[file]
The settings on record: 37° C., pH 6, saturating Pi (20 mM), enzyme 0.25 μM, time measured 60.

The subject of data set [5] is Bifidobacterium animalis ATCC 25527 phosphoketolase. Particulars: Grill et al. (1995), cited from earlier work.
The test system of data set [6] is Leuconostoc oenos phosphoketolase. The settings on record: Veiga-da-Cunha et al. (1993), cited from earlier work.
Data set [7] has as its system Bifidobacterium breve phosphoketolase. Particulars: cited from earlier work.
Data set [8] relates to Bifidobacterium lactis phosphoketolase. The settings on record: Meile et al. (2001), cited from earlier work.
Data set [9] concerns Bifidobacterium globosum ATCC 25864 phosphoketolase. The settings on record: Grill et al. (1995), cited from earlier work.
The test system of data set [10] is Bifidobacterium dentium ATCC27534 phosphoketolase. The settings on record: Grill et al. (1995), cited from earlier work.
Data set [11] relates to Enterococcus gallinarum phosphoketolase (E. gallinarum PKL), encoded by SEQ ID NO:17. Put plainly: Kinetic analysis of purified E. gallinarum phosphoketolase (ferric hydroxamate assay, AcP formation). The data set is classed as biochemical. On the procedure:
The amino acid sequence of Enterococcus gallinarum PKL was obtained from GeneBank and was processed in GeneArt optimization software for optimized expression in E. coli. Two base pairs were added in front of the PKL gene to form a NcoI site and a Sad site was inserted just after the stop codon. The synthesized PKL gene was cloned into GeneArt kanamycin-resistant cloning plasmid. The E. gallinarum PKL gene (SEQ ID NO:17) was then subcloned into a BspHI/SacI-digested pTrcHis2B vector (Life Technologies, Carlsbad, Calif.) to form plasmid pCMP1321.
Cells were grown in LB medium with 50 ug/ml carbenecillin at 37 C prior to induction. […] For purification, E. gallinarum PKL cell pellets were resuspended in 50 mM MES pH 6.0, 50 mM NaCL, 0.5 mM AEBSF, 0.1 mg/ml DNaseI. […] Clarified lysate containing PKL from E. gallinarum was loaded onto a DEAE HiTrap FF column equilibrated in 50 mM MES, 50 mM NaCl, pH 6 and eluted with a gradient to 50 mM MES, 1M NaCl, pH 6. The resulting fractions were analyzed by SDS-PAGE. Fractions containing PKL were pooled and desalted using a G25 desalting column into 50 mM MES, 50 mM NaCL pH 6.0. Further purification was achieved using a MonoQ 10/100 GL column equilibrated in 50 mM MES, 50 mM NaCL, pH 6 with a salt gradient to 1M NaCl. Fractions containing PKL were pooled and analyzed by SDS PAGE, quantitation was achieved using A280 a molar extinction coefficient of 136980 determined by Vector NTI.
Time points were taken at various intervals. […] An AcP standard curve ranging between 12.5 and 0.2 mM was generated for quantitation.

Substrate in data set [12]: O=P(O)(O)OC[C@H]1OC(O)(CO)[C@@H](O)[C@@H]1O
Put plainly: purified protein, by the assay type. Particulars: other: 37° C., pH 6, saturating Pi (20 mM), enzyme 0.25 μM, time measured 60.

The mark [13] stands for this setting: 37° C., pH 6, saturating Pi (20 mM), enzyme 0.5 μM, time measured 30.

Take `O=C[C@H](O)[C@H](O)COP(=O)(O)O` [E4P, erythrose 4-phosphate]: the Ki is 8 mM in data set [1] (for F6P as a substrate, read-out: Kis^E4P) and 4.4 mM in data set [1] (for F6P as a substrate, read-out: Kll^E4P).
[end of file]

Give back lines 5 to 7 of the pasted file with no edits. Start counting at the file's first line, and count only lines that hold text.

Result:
Data set [8] relates to Bifidobacterium lactis phosphoketolase. The settings on record: Meile et al. (2001), cited from earlier work.
Data set [9] concerns Bifidobacterium globosum ATCC 25864 phosphoketolase. The settings on record: Grill et al. (1995), cited from earlier work.
The test system of data set [10] is Bifidobacterium dentium ATCC27534 phosphoketolase. The settings on record: Grill et al. (1995), cited from earlier work.